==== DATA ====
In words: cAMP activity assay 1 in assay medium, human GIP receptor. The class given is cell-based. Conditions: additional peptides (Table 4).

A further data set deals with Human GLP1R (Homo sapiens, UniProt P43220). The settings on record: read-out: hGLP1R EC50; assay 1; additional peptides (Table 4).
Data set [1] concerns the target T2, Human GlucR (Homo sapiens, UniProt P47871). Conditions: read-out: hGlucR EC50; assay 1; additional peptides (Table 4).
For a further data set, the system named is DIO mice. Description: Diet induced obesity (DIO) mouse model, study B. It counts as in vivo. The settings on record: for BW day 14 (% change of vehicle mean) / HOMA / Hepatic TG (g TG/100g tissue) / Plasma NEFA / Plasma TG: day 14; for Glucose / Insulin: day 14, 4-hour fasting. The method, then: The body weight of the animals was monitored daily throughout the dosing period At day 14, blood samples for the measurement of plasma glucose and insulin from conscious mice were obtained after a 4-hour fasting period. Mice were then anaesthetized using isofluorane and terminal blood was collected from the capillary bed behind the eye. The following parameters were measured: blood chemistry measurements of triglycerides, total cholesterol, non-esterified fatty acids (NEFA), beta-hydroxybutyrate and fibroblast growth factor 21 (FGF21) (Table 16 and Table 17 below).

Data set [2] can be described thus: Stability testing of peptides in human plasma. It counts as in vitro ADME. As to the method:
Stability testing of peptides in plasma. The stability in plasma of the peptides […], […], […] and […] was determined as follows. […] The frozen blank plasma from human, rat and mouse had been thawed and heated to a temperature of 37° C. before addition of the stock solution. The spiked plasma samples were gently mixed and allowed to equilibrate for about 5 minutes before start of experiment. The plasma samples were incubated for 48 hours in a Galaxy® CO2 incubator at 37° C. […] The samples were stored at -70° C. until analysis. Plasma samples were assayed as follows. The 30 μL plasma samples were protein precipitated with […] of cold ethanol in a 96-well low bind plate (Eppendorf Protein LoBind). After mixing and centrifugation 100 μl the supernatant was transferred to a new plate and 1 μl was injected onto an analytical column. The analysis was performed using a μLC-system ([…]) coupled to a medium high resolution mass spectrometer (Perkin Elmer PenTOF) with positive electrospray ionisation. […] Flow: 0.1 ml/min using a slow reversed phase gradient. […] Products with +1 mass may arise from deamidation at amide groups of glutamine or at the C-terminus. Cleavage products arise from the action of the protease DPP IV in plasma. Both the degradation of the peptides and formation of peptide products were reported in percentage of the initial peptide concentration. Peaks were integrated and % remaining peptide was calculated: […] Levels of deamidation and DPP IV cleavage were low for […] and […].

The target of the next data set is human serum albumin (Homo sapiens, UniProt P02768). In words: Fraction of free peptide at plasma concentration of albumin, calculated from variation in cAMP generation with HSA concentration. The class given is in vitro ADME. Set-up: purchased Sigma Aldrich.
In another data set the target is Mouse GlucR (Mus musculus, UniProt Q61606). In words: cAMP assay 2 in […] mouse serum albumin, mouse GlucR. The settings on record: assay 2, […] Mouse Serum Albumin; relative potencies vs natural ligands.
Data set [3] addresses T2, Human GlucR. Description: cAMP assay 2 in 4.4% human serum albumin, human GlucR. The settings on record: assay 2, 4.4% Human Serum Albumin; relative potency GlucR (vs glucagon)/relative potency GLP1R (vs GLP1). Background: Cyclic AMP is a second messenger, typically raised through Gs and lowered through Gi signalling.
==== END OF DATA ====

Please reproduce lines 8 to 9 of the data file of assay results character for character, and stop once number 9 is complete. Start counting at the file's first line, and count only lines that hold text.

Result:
In another data set the target is Mouse GlucR (Mus musculus, UniProt Q61606). In words: cAMP assay 2 in […] mouse serum albumin, mouse GlucR. The settings on record: assay 2, […] Mouse Serum Albumin; relative potencies vs natural ligands.
Data set [3] addresses T2, Human GlucR. Description: cAMP assay 2 in 4.4% human serum albumin, human GlucR. The settings on record: assay 2, 4.4% Human Serum Albumin; relative potency GlucR (vs glucagon)/relative potency GLP1R (vs GLP1). Background: Cyclic AMP is a second messenger, typically raised through Gs and lowered through Gi signalling.